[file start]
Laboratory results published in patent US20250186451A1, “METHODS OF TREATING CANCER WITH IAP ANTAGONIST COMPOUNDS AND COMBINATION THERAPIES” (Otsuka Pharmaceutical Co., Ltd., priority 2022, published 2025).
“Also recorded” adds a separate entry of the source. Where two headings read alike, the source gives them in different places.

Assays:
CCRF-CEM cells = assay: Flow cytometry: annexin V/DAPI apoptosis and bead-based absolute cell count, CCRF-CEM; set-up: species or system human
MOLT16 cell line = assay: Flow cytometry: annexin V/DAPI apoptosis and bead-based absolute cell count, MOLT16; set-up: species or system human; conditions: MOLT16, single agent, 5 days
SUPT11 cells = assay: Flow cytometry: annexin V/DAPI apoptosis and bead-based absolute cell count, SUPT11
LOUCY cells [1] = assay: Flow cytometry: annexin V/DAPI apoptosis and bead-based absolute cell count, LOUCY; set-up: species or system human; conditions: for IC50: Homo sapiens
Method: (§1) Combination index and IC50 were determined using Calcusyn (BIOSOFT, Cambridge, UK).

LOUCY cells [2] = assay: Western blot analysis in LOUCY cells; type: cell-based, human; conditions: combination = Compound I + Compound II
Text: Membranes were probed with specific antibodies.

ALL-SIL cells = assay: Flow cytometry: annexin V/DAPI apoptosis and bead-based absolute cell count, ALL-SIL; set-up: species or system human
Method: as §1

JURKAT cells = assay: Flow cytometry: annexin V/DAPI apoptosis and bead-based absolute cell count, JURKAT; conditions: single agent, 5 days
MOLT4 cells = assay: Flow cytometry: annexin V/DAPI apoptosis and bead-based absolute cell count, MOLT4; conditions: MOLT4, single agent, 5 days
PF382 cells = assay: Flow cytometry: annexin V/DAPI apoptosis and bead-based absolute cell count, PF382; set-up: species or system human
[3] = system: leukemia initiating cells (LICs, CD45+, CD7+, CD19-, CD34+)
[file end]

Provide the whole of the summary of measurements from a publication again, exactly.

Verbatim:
Laboratory results published in patent US20250186451A1, “METHODS OF TREATING CANCER WITH IAP ANTAGONIST COMPOUNDS AND COMBINATION THERAPIES” (Otsuka Pharmaceutical Co., Ltd., priority 2022, published 2025).
“Also recorded” adds a separate entry of the source. Where two headings read alike, the source gives them in different places.

Assays:
CCRF-CEM cells = assay: Flow cytometry: annexin V/DAPI apoptosis and bead-based absolute cell count, CCRF-CEM; set-up: species or system human
MOLT16 cell line = assay: Flow cytometry: annexin V/DAPI apoptosis and bead-based absolute cell count, MOLT16; set-up: species or system human; conditions: MOLT16, single agent, 5 days
SUPT11 cells = assay: Flow cytometry: annexin V/DAPI apoptosis and bead-based absolute cell count, SUPT11
LOUCY cells [1] = assay: Flow cytometry: annexin V/DAPI apoptosis and bead-based absolute cell count, LOUCY; set-up: species or system human; conditions: for IC50: Homo sapiens
Method: (§1) Combination index and IC50 were determined using Calcusyn (BIOSOFT, Cambridge, UK).

LOUCY cells [2] = assay: Western blot analysis in LOUCY cells; type: cell-based, human; conditions: combination = Compound I + Compound II
Text: Membranes were probed with specific antibodies.

ALL-SIL cells = assay: Flow cytometry: annexin V/DAPI apoptosis and bead-based absolute cell count, ALL-SIL; set-up: species or system human
Method: as §1

JURKAT cells = assay: Flow cytometry: annexin V/DAPI apoptosis and bead-based absolute cell count, JURKAT; conditions: single agent, 5 days
MOLT4 cells = assay: Flow cytometry: annexin V/DAPI apoptosis and bead-based absolute cell count, MOLT4; conditions: MOLT4, single agent, 5 days
PF382 cells = assay: Flow cytometry: annexin V/DAPI apoptosis and bead-based absolute cell count, PF382; set-up: species or system human
[3] = system: leukemia initiating cells (LICs, CD45+, CD7+, CD19-, CD34+)